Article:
Desert Box Turtles Overview


Desert Box Turtle (Terrapene ornata luteola)

Desert Box Turtle
Cropped version of “Desert-box-turtle” by Sue in az. Licensed under Public Domain via Commons.


The desert box turtle, along with its more familiar cousin the ornate box turtle, is a subspecies of the Western box turtle (sometimes also called the Ornate box turtle). Its appearance and lifestyle are similar to the ornate, although there are some differences.

What the Desert Box Turtle Looks Like

Similar in size to an ornate, the desert box turtle is usually about 4 to 6 inches long. Its carapace is dome-shaped without a raised keel.

There are actually two different color variations (sometimes called morphs) of this box turtle. One is very similar to the ornate, with a pattern of yellow lines (but not necessarily the same neat starburst pattern) on each scute. But the carapace is a lighter brown color.

The plastron may also have a pattern similar to the ornate turtle, but the overall color is also lighter, often yellowish.

Despite the lighter color of the patterned desert box turtle, it’s not always easy to tell it apart from an ornate unless you are comparing them directly.

The other desert box turtle morph is unpatterned and much less common. It’s brownish or yellowish, sometimes greenish. It may have some striping, but nothing obvious.

Where the Desert Box Turtle Lives

The desert box turtle has a smaller range than the ornates. You’ll find these guys in some parts of Arizona, New Mexico and western Texas. They also live in the Mexican states of Sonora and Chihuahua.

It prefers drier areas than any other box turtle. In fact, you’ll usually find them on the edges of the desert (thus their name). Since they do still need water, there’s likely to be a watering hole or other water source near their homes.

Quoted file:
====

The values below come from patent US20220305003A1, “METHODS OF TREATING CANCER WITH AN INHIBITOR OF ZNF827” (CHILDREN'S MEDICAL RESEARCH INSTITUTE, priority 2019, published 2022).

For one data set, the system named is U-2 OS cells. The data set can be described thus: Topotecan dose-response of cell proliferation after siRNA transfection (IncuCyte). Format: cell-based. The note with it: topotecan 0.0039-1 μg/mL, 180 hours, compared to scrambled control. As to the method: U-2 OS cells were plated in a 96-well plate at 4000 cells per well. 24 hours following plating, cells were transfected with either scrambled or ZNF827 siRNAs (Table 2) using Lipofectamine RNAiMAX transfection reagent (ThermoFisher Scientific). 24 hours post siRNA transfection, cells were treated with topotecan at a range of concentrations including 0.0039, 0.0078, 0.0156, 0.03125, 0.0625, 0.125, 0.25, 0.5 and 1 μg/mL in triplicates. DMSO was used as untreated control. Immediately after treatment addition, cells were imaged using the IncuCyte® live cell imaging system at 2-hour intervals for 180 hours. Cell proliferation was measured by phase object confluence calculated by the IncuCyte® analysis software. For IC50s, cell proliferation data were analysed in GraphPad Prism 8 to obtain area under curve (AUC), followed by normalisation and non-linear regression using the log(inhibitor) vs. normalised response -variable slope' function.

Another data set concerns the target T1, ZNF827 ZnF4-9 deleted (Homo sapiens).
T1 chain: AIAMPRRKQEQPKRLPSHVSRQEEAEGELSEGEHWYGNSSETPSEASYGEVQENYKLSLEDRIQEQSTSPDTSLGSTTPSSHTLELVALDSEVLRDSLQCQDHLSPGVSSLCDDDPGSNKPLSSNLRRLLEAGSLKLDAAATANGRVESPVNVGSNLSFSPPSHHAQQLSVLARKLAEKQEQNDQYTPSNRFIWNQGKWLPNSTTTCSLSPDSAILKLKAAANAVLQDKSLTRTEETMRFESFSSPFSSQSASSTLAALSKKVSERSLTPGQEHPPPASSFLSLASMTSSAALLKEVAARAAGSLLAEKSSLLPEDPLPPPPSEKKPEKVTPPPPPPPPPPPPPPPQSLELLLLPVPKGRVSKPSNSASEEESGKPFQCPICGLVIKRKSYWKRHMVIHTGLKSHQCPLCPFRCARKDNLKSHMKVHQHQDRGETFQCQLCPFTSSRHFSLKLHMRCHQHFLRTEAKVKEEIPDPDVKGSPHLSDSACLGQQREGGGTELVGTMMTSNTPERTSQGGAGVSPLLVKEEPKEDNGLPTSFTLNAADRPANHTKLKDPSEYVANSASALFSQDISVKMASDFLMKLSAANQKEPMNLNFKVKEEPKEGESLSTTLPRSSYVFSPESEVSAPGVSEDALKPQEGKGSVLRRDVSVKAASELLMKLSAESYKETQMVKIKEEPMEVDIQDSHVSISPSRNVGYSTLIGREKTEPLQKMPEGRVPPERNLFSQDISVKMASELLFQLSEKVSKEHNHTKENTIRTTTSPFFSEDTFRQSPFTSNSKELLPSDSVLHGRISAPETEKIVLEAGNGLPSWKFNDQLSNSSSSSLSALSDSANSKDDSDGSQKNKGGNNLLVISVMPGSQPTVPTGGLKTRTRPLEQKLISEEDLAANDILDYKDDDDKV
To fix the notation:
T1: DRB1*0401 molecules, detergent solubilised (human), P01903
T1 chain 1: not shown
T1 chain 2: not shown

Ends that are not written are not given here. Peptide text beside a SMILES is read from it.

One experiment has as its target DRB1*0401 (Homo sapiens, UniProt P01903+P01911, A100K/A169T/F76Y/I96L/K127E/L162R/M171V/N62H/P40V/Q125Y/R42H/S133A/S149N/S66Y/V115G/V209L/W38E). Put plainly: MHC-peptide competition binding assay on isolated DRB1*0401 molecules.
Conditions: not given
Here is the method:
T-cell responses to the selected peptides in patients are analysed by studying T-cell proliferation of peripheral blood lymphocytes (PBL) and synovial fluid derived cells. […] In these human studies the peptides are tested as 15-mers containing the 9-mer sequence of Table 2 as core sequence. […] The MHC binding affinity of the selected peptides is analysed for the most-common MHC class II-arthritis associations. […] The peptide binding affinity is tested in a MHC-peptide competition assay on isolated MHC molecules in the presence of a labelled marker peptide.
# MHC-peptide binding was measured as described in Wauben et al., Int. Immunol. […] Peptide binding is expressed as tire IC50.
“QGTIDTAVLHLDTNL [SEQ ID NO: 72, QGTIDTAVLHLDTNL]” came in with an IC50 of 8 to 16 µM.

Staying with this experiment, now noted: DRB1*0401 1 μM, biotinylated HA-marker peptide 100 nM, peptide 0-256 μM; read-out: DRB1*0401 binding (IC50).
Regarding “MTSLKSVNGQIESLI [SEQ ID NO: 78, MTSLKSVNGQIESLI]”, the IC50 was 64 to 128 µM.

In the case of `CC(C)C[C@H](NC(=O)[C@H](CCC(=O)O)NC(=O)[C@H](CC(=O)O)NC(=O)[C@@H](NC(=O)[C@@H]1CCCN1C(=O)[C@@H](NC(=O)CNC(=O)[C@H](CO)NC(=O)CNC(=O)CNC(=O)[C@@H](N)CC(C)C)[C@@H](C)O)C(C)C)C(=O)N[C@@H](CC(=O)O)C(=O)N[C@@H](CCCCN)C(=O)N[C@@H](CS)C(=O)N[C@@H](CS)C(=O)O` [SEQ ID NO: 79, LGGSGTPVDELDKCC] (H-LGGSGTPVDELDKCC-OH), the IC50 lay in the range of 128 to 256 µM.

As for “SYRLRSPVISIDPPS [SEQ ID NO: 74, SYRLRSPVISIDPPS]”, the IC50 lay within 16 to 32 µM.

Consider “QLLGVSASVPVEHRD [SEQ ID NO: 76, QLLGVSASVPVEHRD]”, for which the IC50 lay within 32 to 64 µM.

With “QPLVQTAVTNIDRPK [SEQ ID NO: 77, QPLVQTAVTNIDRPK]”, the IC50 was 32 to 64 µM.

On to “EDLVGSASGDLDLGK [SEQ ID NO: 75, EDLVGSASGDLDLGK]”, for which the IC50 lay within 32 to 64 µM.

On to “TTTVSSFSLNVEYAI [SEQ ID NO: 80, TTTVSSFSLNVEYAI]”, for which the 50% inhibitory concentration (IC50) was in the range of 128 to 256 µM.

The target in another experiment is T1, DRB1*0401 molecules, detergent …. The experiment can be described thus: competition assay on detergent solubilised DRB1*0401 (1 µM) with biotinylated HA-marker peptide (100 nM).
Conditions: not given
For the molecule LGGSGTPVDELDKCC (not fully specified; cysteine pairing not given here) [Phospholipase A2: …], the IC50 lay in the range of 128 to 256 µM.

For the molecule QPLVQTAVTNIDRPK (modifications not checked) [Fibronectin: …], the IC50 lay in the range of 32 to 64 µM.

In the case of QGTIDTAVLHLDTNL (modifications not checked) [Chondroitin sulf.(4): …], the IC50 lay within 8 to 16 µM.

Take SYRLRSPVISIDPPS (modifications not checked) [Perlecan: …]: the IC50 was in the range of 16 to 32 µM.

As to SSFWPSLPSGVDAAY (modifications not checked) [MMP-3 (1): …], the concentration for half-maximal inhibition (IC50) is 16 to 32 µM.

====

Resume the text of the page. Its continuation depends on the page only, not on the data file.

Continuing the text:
How the Desert Box Turtle Lives

These turtles are most active when humidity is higher, including summer monsoon months.

When the weather is drier they spend most of daytime hours burrowed underground or hidden under dense foliage. The microclimate (or microhabitat) is more humid in these places.

In general female desert box turtles mature after about 10 years and males at about 8 years. Some mature faster in captivity. They can live for 50 years or more.

What the Desert Box Turtle Eats

Like the ornate box turtle, the desert box turtle likes insects as its main food source. They’re good at catching things like grasshoppers and like to dig into dung piles for beetles and grubs.

They’ll also eat cacti pads, berries, fruits and other plant material.

Like ornates, if you have a desert box turtle as a pet, you can feed them plenty of gut-loaded live foods plus a salad of vegetables and fruits.

Box turtle eating strawberry

Learn more about what you can and shouldn’t feed a box turtle in What Box Turtles Eat (you can go a little higher than the recommended 50% meat for these guys) and Foods to Never Feed Your Box Turtle.

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